Friday, August 15, 2014

Management Accounting - Essentials of Effective Budgeting

Essentials of Effective Budgeting:
A budgetary control system can prove successful only when certain conditions and attitudes exist, absence of which will negate to a large extent the value of a budget system in any business. Such conditions and attitudes which are essential for effective budgeting are as follows:
a)      Support of Top Management: If the budget system is to be successful, it must be fully supported by every member of the management and the impetus and direction must come from the very top management. No control system can be effective unless the organisation is convinced that the top management considers the system to be import.
b)      Participation by Responsible Executives: Those entrusted with the performance of the budgets should participate in the process of setting the budget figures. This will ensure proper implementation of budget programmes.
c)       Reasonable Goals: The budget figures should be realistic and represent reasonably attainable goals. The responsible executives should agree that the budget goals are reasonable and attainable.
d)      Clearly Defined Organisation: In order to derive maximum benefits from the budget system, well defined responsibility centers should be built up within the organisation. The controllable costs for each responsibility centres should be separately shown.
e)      Continuous Budget Education: The best way to ensure the active interest of the responsible supervisors is continuous budget education in respect of objectives, potentials & techniques of budgeting. This may be accomplished through written manuals, meetings etc., whereby preparation of budgets, actual results achieved etc., may be discussed.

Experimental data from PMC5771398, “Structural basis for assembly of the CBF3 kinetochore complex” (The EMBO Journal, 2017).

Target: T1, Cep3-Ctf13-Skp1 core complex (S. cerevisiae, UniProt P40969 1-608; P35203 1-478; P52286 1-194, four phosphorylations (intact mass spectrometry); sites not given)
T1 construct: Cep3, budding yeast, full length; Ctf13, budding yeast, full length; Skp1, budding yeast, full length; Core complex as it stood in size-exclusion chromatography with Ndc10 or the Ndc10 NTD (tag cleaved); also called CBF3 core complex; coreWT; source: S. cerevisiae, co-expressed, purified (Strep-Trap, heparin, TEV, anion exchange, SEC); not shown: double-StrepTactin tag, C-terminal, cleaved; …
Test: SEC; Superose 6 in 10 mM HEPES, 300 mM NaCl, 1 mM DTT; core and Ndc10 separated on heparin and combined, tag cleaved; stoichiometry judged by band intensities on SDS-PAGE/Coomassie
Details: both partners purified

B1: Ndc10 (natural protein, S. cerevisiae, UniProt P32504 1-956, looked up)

f)       Adequate Accounting System: There is close relationship between budgeting and accounting. For the preparation of budgets, one has to depend on the accounting department for reliable historical data which primarily forms the basis for many estimates. The accounting system should be so designed so as to set up accounts in terms of areas of managerial responsibility. In other words, responsibility accounting is essential for successful budgetary control.
g)      Constant Vigilance: Reports comparing budget and actual results should be promptly prepared and special attention focused on significant exceptions i.e. figures that are significantly different from those expected.
h)      Maximum Profit: The ultimate object of realizing the maximum profit should always be kept uppermost.
i)        Cost of the System: The budget system should not cost more than it is worth. Since it is not practicable to calculate exactly what a budget system is worth, it only implies a caution against adding expensive refinements unless their value clearly justifies them.
j)        Integration with Standard Costing System: Where standard costing system is also used, it should be completely integrated with the budget programme, in respect of both budget preparation and variance analysis.